While the U.S. economy is “strong and growing” and American companies and industries are profitable, capital is plentiful, and business investment is expanding, a new report from the U.S. Chamber of Commerce warns that inadequate education and training have tightened the supply of qualified workers and could jeopardize the country’s competitive edge in the global economy.
“The Chamber has traditionally stayed out of school reform at the state and local level but with the continuing poor performance of many schools and the rise of global competitors with increasingly well educated workforces, we must get involved,” said Thomas J. Donohue, president and CEO of the U.S. Chamber of Commerce. “The bottom line is that this nation cannot rightfully expect to lead the 21st century’s information- and technology-driven global economy when we have upwards of 30 percent of our young people not even graduating from high school.”
In the report, The State of American Business 2006, the Chamber of Commerce cautions that the job market in the 21st century will require workers with more technical skills and a greater understanding of math and science-subjects in which American students “fail to show a suitable level of competence or even interest.” In fact, less than one third of American fourth and eighth graders are proficient in math. At the same time, China and India are graduating more than 8 times and 5 times as many engineers, respectively, as the United States. Without a larger pool of qualified workers, the United States is “staring in the face of a severe worker shortage as 77 million baby boomers retire in the next few years,” the report reads.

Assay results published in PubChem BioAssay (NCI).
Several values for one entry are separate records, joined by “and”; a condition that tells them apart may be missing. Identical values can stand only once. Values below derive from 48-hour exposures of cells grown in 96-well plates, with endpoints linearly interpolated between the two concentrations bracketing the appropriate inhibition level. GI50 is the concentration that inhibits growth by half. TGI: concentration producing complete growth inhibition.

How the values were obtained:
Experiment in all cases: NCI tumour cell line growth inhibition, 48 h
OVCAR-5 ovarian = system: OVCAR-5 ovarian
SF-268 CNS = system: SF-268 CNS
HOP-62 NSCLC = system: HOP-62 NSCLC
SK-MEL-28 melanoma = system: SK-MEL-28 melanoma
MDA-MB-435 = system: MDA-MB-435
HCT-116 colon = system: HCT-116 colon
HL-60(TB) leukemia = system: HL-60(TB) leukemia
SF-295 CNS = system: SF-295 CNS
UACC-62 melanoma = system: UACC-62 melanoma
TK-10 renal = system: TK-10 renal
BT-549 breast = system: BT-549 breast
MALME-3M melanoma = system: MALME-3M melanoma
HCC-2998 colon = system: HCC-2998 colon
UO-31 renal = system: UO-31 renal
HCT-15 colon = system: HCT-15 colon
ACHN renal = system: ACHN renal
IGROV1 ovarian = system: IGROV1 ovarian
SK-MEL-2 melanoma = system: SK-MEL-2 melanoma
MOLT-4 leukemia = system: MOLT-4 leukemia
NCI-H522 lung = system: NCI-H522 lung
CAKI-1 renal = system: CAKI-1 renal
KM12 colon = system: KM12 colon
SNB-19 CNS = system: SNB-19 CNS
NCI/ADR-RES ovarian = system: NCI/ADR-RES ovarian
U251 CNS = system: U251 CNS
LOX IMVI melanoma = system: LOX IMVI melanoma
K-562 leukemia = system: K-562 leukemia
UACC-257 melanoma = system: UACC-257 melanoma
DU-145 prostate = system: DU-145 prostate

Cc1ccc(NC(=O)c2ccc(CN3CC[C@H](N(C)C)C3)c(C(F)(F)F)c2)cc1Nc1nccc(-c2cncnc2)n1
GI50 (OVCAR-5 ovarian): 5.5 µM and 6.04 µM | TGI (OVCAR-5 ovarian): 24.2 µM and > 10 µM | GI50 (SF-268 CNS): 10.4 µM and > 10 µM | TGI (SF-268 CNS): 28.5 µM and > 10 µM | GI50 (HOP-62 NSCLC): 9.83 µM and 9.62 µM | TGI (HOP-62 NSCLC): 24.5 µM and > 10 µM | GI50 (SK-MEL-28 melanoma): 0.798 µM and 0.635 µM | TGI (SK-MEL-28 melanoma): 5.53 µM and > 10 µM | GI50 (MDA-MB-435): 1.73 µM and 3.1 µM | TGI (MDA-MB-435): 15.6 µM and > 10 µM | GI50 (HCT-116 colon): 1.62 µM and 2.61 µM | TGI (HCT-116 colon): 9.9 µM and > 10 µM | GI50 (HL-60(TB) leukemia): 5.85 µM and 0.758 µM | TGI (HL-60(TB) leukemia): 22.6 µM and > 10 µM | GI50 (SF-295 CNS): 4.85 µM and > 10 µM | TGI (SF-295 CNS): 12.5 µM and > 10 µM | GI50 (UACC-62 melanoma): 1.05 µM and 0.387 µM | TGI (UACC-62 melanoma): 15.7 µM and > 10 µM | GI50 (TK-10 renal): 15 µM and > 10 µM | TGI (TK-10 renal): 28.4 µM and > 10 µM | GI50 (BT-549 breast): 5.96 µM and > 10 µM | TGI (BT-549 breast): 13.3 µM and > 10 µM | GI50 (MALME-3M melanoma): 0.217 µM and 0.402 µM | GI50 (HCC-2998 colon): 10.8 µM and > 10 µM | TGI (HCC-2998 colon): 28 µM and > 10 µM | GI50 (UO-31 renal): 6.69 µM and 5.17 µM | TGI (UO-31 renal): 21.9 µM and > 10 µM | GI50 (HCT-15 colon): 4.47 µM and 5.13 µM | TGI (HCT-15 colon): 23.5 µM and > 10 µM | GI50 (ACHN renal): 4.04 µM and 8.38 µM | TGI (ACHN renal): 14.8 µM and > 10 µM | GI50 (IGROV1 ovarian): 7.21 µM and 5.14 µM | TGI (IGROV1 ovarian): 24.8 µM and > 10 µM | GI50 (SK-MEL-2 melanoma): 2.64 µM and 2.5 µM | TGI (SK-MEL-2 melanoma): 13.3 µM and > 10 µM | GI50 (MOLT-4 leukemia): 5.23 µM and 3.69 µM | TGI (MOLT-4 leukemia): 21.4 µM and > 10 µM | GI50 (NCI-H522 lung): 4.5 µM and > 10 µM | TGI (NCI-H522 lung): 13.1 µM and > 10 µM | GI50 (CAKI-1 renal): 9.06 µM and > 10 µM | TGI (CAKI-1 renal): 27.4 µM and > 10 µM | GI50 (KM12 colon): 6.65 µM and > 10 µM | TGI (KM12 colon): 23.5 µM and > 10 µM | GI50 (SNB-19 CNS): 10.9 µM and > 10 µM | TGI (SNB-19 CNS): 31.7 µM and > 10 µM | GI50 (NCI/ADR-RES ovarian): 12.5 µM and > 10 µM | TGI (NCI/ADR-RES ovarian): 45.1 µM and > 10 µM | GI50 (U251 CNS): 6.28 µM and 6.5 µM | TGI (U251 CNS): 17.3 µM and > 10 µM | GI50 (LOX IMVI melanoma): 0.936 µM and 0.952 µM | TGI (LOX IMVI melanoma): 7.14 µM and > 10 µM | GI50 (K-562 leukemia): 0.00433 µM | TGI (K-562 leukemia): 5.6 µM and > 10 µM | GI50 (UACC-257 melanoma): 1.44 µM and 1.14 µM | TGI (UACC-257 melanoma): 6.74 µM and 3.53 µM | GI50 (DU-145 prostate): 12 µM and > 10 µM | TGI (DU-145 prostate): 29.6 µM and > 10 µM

In an effort to successfully match companies with the geographic locations that can provide them with qualified workers, the Chamber of Commerce intends to rank students’ performance by state and county. In addition, it hopes this information can be used to drive investment and empowerment in poorly performing states and districts. Along with several other business organizations, the Chamber has also pledged to double the number of science, technology, engineering, and math graduates by 2015. Among its other education-related issues, the Chamber says it supports the No Child Left Behind’s goal of reducing the achievement gap.
Donohue’s speech and a copy of the full report are available at http://www.uschamber.com/press/speeches/2006/060104tjd_sabpress.htm.
|Grant Competition to Reward School and Business Partnerships
The Council for Corporate & School Partnerships is now accepting applications for grants that reward school-business partnerships. Now in its third year, the National School and Business Partnerships Award supports and recognizes efforts between schools and businesses to improve the academic, social, or physical well-being of students. This year, six school-business partnerships will receive $10,000 each and earn national recognition.
Each application is judged on how well the school-business partnership demonstrates success in four categories, including foundation (how the partnership was initially established); implementation (how the partners work together on an ongoing basis); sustainability (how the partners work to sustain the partnership over time); and, most importantly, evaluation (the impact the partnership has on the school and business communities). Applications that show measurable and, ideally, quantifiable results will be given the strongest consideration. Judges may also consider the uniqueness of the partnership and the value of third-party support of the partnership.
More information on how to apply is available at http://www.corpschoolpartners.org. Applications are due by January 30, 2006.